Vampyr (1932) * Worst Hit *


Criterion makes the best DVD Covers - agreed
Criterion makes the best DVD Covers - agreed

Genre: Fantasy Horror (Germany, France)

Starring: Julian West, Sybille Schmitz

Directed By: Carl Theodor Dreyer (The Passion of Joan of Arc • Gertrud)

Overview: A man visits an inn, searching for the supernatural. A woman becomes ill, thirsting for blood. Could any of this have to do with a dead man's diary that describes the curse of the Vampyr? (GUESS!  GUESS!)

Look at that poster! Read that title! Look at how special you'd be, being one of the few, the very few, who've actually watched this obscure film, my submission for the 1001 movie club this month.

Let's begin with why I chose this film as my first entry to the 1001 movies film club.

1.) First and foremost, I chose the film based entirely on my the master list. At the time of selection, simply put, when asked "What do you want to review?" the obvious answer was "next on my list is Vampyre."

2.) It's easily accessible through Netflix, since it's most certainly not a new release.

3.) I've got to admit that a part of me wanted to begin this club with what could potentially be a cautionary tale. The first 101 films on that list were made before 1937, meaning 10% of this list's films is 'officially super old', with almost 50 of them being Silent films. Aside from immediately expanding other members' horizons away from 'obviously safe' films, I wanted the group to know that there may sometimes be some hard watching. Still, I never expected this.

Reading other members' posts about this film, many of them admit that they aren't into 'old films'. Some even go so far as to criticize themselves. "Vampyr is clearly out of my grasp for now"; "impossible for someone with modern movie watching sensibilities to really get caught up in..." Before I actually review Vampyr, let me address these people first:

Hello fellow 1001 Film clubbers. I'll never call myself an expert on films, but I can prove that I've reviewed 100 Silent films, and I've seen even more. I love them as entertainment more than education, for kicks over elite knowledge. Films of the early 30s I've never been big on, what with sound and camera technology going through severe growing pains,  but let me say that the reason you didn't get immersed in this film is not that you're out of context, it's because it's just plain bad. I'm sorry for picking such a shitty film to start you on. I know my 'old film', and this is not one of the good ones. PLEASE do not let this sway you from viewing other incredible movies made in the years so near to this one, like 1931's City Lights, M, and La Chienne, 1932's Freaks and 1933's King Kong. I should have known better. I've long ago come to realize that if I haven't really heard about a movie, there's usually a damn good reason, and Vampyr is no exception. I officially promise - for a while at least - to NOT be the guy other members know as the group's buzzkill. If ever I chose an 'old film', it'll be because I know beforehand that it's popular and good. You have my promise that my next pick will be fun!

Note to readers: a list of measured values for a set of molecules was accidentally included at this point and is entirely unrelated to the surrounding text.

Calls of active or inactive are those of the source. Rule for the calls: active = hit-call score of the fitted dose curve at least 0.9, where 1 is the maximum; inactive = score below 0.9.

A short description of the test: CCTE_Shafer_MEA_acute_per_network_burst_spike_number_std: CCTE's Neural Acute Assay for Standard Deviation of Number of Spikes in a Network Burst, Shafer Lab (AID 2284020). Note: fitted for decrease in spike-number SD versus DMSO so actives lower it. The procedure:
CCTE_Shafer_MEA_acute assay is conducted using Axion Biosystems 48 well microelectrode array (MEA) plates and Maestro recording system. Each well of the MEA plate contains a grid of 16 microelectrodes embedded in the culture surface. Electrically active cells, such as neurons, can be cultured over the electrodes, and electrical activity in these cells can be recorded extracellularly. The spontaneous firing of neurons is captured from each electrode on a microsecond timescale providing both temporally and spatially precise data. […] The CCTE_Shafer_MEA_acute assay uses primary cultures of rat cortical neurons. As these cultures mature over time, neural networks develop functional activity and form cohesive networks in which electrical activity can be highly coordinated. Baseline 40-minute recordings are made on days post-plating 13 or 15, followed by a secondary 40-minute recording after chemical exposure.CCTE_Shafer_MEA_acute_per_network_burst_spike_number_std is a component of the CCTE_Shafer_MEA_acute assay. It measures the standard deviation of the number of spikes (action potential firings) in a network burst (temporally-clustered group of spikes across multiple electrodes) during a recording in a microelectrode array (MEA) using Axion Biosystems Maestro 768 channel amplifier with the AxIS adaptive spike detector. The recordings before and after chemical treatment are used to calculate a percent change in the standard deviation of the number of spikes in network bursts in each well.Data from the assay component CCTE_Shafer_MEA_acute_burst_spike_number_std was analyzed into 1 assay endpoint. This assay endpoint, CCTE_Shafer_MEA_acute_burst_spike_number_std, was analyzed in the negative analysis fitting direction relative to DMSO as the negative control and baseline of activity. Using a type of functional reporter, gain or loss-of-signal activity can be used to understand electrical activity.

Now onto the review.

An incredible special effect: a man's shadow catches up with him, then they travel as one.
An incredible special effect: a man's shadow catches up with him, then they travel as one.

Carl Dreyer of The Passion of Joan of Arc's fame, makes a valiant attempt at capturing fear, myth and suspense in Vampyr, but in doing so he forgets to actually include a story, and for as gorgeous as it is, for as much as the special effects are absolutely astounding, especially for 1932, Vampyr is nothing more than a camera following a two-dimensional everyman through a series of pretty montages from the inn's front door to the end credits.

The "story" is one of a man seeking the paranormal in an inn of strange happenings. We (literally) follow this man in his fear-filled adventure as he explores the abundance of strange sounds, shadows... and Germans. Eventually, yes about half an hour into this technical mess of a poorly overdubbed talkie, we learn of the vampyre myth, we learn, not that we didn't know already, that that creepy old lady is a vampire and she cursed a pretty young thing and made her freaky. From here we (again literally) follow our everyman in a fever dream montage of death / limbo / harrowing experience / self-doubt and ends the only way we knew it could, with our hero performing one act. You, dear reader who hasn't seen Vampyr, already know what that act is, thank you Carl Dreyer, for making the fantastical blatantly obvious.